Why Is It So Hot In The Philippines? Top 6 Reasons Why

The Philippines is one of the most visited countries for tourism; however, it is also one of the many countries with a hot temperature. As you may be encouraged to visit, you might be surprised by the hot temperature, especially if you come from countries with snow. You will experience frequent sweating and thirstiness, primarily if you are not used to the local temperature. 

The reason why the Philippines is so hot is that this country is near the equator. Due to direct sun exposure, the temperature in the country is relatively hot. Another thing to consider aside from its location is the urbanization that contributes to the heating.

You might be planning to have a trip or wants to have an extreme vacation in the Philippines. Before doing so, I’d like to share some valuable information about the local temperature. Being informed is merely essential, so you can prepare to bring your sunscreens and stuff before buying a ticket and coming to this tropical country. Below are pieces of information about why it is so hot in the Philippines.

Equatorial Location

The warm and hot temperatures are experienced mainly by tropical countries like the Philippines. The sun’s rays are directed to the country’s location, making it warm throughout the year. The location of the Philippines is at the latitude of 14° 34′ 59.99″ North and a longitude of 121° 00′ 0.00″ East; the country’s location is near the equator.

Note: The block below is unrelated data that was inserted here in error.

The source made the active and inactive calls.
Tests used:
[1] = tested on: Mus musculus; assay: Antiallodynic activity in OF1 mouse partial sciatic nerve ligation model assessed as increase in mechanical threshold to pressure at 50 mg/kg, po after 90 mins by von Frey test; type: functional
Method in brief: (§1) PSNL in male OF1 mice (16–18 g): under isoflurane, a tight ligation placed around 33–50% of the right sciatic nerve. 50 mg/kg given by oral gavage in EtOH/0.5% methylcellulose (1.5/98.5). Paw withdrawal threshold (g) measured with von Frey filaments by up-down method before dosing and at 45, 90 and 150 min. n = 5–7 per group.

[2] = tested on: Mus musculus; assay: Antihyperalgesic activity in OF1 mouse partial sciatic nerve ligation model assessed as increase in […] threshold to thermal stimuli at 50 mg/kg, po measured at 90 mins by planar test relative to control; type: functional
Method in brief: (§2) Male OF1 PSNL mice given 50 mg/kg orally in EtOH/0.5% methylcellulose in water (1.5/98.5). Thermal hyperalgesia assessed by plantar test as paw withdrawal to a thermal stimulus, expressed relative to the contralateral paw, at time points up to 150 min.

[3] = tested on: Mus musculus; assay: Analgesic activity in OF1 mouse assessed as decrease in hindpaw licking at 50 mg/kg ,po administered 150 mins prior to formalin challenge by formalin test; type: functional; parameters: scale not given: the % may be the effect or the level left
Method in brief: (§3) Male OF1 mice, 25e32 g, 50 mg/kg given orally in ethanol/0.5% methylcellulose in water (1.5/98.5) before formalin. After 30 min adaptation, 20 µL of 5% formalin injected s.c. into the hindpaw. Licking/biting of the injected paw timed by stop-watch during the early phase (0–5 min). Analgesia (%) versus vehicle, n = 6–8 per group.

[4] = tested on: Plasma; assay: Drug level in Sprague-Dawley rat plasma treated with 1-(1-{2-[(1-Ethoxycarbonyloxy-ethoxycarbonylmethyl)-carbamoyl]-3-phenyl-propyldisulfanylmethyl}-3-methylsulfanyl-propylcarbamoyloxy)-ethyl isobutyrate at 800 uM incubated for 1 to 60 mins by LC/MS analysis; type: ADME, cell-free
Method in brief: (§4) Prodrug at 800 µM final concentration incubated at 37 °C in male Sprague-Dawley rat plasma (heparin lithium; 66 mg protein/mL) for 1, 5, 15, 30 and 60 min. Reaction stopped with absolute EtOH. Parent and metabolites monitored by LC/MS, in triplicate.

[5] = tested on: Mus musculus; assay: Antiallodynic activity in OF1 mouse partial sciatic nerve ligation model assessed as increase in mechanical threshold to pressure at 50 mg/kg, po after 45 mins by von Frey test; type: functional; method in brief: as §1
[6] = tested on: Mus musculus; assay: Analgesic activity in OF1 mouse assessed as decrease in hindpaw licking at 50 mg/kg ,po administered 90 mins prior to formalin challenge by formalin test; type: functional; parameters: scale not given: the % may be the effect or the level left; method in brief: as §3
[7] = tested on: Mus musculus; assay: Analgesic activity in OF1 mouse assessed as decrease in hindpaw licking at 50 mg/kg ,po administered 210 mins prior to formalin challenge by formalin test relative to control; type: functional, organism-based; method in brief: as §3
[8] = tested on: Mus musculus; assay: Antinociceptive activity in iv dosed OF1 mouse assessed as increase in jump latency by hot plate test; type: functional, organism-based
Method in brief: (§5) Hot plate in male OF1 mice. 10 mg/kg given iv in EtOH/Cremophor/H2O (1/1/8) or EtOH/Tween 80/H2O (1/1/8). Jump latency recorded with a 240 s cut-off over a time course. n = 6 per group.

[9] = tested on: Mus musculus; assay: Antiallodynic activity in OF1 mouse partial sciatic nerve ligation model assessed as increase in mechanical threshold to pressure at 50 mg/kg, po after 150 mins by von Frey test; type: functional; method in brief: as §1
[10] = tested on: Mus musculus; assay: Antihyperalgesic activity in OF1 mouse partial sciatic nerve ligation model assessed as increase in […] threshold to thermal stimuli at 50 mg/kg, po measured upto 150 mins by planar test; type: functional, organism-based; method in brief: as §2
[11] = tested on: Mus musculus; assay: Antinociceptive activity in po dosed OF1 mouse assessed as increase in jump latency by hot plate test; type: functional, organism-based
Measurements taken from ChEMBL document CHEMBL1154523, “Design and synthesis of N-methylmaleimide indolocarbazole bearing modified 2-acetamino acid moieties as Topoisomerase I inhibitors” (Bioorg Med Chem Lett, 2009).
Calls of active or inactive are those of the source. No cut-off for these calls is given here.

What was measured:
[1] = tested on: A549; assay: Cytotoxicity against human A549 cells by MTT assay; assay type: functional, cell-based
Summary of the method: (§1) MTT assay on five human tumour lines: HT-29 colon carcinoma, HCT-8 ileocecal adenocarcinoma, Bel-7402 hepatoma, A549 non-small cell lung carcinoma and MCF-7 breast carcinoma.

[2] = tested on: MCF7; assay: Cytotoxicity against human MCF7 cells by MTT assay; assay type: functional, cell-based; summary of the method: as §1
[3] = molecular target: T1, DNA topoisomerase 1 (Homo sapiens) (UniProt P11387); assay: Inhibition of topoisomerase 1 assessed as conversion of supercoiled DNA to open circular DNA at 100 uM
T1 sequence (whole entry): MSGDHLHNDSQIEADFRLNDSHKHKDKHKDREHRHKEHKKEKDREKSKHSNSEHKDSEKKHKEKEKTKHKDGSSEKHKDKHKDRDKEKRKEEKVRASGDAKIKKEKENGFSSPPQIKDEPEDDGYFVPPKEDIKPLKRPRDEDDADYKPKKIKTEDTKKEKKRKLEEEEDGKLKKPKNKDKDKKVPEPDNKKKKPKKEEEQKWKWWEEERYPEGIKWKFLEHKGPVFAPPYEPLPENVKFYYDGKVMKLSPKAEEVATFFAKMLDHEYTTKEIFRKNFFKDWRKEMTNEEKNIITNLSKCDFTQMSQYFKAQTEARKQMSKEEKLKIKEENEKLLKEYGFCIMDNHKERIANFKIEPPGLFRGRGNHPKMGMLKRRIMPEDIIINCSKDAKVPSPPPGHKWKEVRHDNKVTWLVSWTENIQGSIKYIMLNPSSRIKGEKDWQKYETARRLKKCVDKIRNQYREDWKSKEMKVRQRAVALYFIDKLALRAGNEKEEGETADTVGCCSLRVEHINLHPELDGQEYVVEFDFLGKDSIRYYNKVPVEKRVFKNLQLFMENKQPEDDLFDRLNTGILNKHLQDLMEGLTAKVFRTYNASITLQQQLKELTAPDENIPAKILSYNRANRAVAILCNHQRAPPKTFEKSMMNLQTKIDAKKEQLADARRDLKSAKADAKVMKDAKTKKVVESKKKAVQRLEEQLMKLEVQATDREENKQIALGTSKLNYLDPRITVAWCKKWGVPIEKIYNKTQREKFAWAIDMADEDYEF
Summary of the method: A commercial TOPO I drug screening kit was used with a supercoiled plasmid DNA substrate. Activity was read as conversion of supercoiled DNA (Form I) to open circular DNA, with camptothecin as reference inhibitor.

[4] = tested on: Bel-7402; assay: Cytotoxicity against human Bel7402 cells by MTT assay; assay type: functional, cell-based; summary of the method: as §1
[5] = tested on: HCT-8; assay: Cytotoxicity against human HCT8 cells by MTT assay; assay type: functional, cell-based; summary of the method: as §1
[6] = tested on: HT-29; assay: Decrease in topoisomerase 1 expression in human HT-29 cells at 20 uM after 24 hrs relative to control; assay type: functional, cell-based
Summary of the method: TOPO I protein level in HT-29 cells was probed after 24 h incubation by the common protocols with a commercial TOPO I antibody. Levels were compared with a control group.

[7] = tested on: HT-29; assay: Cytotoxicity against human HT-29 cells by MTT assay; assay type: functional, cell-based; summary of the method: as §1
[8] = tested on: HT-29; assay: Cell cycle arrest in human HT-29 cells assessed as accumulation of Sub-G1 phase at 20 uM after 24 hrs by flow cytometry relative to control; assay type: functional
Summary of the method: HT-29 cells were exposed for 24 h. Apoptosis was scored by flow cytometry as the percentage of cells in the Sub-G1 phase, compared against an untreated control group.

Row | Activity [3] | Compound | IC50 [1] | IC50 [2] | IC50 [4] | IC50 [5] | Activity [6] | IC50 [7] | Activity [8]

Due to the position and location of the Philippines, the temperature all year round is high. Since the Philippines has many islands, there are variations when it comes to the temperature. The hottest city of the Philipines is Tuguegarao, which recorded the hottest temperature in the country at 42.2 degrees Celcius on May 11, 1969.

Dry Seasons

One of the reasons the Philippines has a hot temperature is that the country has only wet and dry seasons. The country experiences warmer temperatures when the dry season starts. The dry season usually occurs as early as November up until May. The country may experience warm and humid temperatures throughout the year, but it is typically most humid during May. There is minimal rainfall during the dry season, and days are mostly sunny, adding a warmer temperature.